Fighting subscription fatigue


It used to be, maybe 10-20 years ago, subscription fatigue was largely tied to magazine subscriptions.  So many magazines, asking for just a small amount per year, constant deliveries of publications that many didn’t end up reading.  It’s become much more insidious, however, as cort-cutting has led to a lot of “low cost” items that, in aggregate, can end up costing more than what it replaced.

Take the “triple play” package that many people are abandoning, that yield cable, Internet and phone service was always a high-priced item for many households, and with the advent of streaming services have caused many to begin replacing items. The challenge is finding the right mix.

For instance, both Hulu Plus and Netflix charge $7.99 per month for streaming a subset of the content that existed on cable.  Amazon Prime includes streaming of some shoes for $79.99 per year (a price that may go up soon). Meanwhile, all three are signing exclusive deals, meaning to access a broader array of content, you need them all. iTunes also has deals and some exclusives, so beyond the cost of the above there’s the potential of spending money to buy other content digitally or on DVD.

Phone service could be replaced by VOIP; Magic Jack and Skype are each cheaper than what they replaced, with their own sets of features (Skype, a software-based solution, is definitely more flexible, but also more expensive).  That leaves Internet, and without the bundling its price goes up.  Indeed, my price with Optimum has gone up 25 percent in just a couple of years.  It’s great service, but it definitely doesn’t help the effort for saving.

Online other types of subscriptions exist.  For those with children (or just those who like games), there’s online gaming, each with its own set of monthly subscriptions, from massively multiplayer online role-playing games down to unlimited access to casual games on sites like iWon for $10 a month.  Sites like The New York Times charge access to their content for a few dollars a week (charged monthly, of course). At the other end, New York Capital has been making news for a $6,000 a year subscription price it’s planning on rolling out.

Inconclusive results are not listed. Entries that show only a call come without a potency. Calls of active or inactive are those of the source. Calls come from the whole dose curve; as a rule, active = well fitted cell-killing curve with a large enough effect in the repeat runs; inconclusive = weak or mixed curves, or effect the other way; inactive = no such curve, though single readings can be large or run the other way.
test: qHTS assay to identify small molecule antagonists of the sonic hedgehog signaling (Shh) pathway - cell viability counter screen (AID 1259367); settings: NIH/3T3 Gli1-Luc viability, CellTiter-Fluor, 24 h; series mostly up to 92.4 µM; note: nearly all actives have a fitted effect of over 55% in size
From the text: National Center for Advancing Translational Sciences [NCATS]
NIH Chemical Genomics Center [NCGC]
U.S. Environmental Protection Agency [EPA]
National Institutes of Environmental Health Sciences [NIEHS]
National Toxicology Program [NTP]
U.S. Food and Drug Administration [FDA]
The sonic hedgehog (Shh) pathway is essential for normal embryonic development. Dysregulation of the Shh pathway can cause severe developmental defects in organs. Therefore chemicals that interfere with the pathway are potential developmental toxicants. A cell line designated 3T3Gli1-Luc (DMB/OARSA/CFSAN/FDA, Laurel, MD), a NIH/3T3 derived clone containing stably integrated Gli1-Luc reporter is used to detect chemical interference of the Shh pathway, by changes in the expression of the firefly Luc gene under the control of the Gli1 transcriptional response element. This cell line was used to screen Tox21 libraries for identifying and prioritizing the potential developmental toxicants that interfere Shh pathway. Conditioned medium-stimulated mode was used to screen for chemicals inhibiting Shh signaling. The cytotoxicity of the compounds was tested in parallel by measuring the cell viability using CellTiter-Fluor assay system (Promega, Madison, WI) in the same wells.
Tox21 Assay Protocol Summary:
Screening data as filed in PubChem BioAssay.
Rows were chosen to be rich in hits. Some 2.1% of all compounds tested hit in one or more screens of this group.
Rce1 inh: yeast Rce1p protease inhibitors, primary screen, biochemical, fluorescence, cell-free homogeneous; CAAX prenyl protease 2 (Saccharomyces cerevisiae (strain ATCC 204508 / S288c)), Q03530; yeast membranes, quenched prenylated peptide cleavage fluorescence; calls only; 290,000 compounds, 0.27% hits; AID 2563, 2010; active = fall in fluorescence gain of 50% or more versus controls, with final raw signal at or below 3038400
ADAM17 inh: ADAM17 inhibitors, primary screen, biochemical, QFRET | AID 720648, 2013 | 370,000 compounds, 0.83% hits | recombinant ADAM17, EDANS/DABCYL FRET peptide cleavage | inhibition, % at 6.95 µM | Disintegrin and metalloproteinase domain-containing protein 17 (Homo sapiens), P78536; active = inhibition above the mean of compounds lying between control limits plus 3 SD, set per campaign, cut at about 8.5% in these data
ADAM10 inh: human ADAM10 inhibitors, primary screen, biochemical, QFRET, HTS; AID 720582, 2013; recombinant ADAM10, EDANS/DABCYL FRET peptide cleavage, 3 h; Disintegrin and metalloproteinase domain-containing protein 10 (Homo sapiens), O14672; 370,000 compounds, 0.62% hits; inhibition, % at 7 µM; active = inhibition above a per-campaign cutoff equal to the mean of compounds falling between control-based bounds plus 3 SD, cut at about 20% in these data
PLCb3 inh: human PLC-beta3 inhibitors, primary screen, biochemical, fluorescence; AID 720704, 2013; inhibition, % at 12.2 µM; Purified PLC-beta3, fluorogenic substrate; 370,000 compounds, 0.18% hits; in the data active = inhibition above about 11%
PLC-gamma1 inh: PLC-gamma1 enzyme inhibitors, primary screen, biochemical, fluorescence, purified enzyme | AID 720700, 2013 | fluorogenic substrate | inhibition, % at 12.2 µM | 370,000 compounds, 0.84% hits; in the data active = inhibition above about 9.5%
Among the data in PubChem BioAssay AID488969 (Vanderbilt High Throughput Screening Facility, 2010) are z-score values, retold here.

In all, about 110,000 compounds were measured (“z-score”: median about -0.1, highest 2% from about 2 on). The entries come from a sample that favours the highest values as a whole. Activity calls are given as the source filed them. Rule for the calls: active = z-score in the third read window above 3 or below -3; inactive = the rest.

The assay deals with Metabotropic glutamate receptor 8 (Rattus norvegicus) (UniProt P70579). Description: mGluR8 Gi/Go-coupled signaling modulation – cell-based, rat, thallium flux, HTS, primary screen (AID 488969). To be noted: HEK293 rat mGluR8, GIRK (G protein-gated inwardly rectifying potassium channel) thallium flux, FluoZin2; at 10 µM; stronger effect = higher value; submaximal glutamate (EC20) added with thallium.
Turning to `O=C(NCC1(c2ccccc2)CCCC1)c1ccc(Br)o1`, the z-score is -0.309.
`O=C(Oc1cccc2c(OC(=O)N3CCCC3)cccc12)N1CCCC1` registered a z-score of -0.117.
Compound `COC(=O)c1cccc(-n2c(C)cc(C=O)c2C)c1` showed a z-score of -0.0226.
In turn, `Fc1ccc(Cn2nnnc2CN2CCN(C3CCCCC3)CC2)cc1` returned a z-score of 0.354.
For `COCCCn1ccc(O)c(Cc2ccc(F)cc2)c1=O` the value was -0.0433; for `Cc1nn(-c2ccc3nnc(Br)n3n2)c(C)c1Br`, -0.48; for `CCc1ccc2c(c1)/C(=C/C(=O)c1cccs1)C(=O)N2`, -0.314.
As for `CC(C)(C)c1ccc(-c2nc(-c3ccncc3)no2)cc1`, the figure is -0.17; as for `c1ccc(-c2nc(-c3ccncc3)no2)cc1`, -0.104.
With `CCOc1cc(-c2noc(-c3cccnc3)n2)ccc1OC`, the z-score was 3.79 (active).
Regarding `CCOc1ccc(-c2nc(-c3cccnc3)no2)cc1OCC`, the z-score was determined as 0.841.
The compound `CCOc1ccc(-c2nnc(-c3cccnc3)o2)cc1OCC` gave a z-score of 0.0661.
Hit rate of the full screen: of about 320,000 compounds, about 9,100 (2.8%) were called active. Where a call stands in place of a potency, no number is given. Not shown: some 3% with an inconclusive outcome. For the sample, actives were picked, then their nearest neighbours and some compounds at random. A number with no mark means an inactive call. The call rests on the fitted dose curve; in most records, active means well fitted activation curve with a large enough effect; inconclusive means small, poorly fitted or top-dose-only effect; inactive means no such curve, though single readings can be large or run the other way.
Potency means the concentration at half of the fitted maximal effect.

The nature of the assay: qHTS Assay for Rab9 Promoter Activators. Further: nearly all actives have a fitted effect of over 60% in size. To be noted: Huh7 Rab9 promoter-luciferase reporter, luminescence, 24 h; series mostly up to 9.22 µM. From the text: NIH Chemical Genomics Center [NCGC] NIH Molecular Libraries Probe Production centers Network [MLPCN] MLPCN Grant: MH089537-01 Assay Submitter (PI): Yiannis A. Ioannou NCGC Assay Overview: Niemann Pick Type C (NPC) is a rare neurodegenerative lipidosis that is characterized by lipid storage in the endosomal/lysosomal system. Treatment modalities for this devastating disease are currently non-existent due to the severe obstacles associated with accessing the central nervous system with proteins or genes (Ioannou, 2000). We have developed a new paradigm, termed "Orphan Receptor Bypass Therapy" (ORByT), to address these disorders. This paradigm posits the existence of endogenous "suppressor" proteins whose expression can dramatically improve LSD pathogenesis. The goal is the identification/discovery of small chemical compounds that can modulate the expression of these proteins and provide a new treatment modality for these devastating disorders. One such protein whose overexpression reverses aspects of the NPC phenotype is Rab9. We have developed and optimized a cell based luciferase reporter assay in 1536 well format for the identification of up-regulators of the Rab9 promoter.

The end result is a mish-mash of pricing that seems cheap until the monthly credit card statement comes. I’ve begun slowly whittling down my somewhat lengthy list of subscriptions as I realize how little I use many of them. I’ve had had Netflix for years and use it only a handful of times a year.  I’m not sure that justifies a $96/year price. Hulu Plus I use more often, so that will likely stay. On the other hand, I just initiated Amazon Prime in December, and the two-day shipping, plus the streaming, should be a good pairing.

That magazine analogy at the top is festering in another way – newsletter subscriptions to various sites and alerts that lead to hundreds and hundreds of emails to filter through seemingly every time you go into your inbox.  I long ago created a separate box for “spam,” but then Facebook went and opened up their login mechanism, and that was tied to my personal inbox.  Now both inboxes get a bunch of nonsense.

I’ve seen a lot of people talking up, which aims to help identify what emails you’re getting and allows you to unsubscribe from a bunch of them at the same time.  It’s a clever tool designed to take some of the time out of cleaning up your inbox.  I’ve been looking more carefully to make sure I don’t get auto-subscribed to things when I use a website, but unfortunately it’s not always easy to catch it and most sites, for marketing reasons I’m sure, aim to opt you in by default.

The digital world has simplified a lot of things in our lives, and empowered us in many ways, but when it comes to the various sorts of subscriptions, it seems to have made life at least somewhat more complicated.

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